FEARS have been raised about a suspected serial cat killer after several pets in Littlehampton were poisoned with antifreeze.
Since October, a total of eight beloved felines have died slow, agonising deaths after ingesting the liquid – which some locals suspect could have been soaked over chicken bones.
Monday (June 23) saw the latest pet being put down after it was poisoned, leaving its caring owner, Tanya Logan, distraught.
Mrs Logan, of Talbot Road, was forced to put down her first pet cat, Thomas, in January.
But on Monday, the horrified mother-of-two was rocked when her second pet, nine-year-old Lily, died in the same way.
“It’s been so devastating for everyone, my two children especially,” said the 39-year-old. “In less than six months we’ve lost both our pets.
“I wish we had never moved here.”
Mrs Logan said that her children discovered Lily in the garden acting strangely.
They rushed the cat to the Fitzalan House Veterinary Surgery, in Fitzalan Road.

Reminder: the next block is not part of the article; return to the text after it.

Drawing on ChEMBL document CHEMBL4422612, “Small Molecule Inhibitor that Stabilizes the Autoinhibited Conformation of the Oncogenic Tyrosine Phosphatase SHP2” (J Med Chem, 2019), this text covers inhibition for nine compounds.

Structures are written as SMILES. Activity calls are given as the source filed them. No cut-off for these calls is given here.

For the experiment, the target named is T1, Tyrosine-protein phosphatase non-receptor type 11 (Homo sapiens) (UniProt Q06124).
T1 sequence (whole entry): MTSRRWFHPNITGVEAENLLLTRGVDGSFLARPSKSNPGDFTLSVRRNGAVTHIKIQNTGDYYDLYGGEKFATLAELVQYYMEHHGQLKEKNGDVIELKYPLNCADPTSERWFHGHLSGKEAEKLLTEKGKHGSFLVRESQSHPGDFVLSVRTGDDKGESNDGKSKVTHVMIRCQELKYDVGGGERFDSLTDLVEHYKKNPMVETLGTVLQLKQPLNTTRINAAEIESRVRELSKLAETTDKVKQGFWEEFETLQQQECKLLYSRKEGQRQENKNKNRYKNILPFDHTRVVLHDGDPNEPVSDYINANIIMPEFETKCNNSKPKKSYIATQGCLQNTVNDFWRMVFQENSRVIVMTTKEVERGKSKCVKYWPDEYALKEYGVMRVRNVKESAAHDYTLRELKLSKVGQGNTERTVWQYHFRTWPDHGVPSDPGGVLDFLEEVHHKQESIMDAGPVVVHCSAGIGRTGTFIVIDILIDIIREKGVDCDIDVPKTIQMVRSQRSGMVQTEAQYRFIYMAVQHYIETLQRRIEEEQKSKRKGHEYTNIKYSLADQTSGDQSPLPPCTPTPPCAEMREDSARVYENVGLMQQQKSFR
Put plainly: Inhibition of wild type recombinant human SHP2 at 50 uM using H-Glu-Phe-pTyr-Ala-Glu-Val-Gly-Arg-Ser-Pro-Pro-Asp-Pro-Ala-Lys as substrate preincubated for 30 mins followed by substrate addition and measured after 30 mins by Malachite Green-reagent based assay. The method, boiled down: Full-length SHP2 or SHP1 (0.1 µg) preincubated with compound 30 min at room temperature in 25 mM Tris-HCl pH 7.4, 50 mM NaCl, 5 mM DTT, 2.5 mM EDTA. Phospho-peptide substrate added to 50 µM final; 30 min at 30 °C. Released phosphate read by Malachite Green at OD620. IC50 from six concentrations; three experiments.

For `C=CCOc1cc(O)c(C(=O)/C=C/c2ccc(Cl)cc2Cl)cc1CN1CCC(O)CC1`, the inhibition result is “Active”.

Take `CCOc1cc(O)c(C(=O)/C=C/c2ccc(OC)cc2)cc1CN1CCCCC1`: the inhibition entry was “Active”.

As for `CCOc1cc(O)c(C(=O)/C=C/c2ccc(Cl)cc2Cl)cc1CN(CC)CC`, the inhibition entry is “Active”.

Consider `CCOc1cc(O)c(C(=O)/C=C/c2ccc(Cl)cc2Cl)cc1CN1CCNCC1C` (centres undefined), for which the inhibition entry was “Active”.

She said Lily started having fits when she got there and was in ‘terrible pain’.
“It was horrible to watch,” she said.
The cat suffered major kidney failure as a result of ingesting the deadly toxin.
All the pets who have been poisoned by the substance were from either Talbot Road, East Ham Road or Gloucester Road, in Littlehampton.
Mrs Logan does not know if the deaths were deliberate. However, she has heard rumours chicken bones were being covered in antifreeze.
“If this is true, then it is absolutely sick. They don’t see how the cats suffer afterwards.”
The incident has been reported to police.
Marie Davey, head nurse at Fitzalan, said there was no conclusive proof there was a serial cat killer on the loose but said the sheer volume of deaths in such a small area was suspicious.
“I really hope it is an accident,” she said. “I can’t understand who would want to do this to an animal. It’s such a cruel way to die.”
She is now reminding residents to check and make sure they do not have a leaking or open bottle of antifreeze in either their sheds or garages which cats could be drinking.